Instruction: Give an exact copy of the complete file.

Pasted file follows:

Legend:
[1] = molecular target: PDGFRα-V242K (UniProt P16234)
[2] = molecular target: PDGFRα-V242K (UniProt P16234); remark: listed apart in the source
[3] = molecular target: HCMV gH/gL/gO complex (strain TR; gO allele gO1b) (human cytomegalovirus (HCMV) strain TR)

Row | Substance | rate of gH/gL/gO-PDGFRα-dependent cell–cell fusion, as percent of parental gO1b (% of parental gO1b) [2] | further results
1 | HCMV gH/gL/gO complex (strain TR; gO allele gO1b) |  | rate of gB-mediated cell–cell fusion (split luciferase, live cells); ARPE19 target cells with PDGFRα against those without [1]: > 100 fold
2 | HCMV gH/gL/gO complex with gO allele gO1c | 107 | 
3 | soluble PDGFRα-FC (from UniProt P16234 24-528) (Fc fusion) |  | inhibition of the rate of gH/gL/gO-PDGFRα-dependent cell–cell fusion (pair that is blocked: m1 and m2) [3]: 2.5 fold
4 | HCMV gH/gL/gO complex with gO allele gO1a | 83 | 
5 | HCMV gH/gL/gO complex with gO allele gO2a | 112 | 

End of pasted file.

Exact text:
Legend:
[1] = molecular target: PDGFRα-V242K (UniProt P16234)
[2] = molecular target: PDGFRα-V242K (UniProt P16234); remark: listed apart in the source
[3] = molecular target: HCMV gH/gL/gO complex (strain TR; gO allele gO1b) (human cytomegalovirus (HCMV) strain TR)

Row | Substance | rate of gH/gL/gO-PDGFRα-dependent cell–cell fusion, as percent of parental gO1b (% of parental gO1b) [2] | further results
1 | HCMV gH/gL/gO complex (strain TR; gO allele gO1b) |  | rate of gB-mediated cell–cell fusion (split luciferase, live cells); ARPE19 target cells with PDGFRα against those without [1]: > 100 fold
2 | HCMV gH/gL/gO complex with gO allele gO1c | 107 | 
3 | soluble PDGFRα-FC (from UniProt P16234 24-528) (Fc fusion) |  | inhibition of the rate of gH/gL/gO-PDGFRα-dependent cell–cell fusion (pair that is blocked: m1 and m2) [3]: 2.5 fold
4 | HCMV gH/gL/gO complex with gO allele gO1a | 83 | 
5 | HCMV gH/gL/gO complex with gO allele gO2a | 112 | 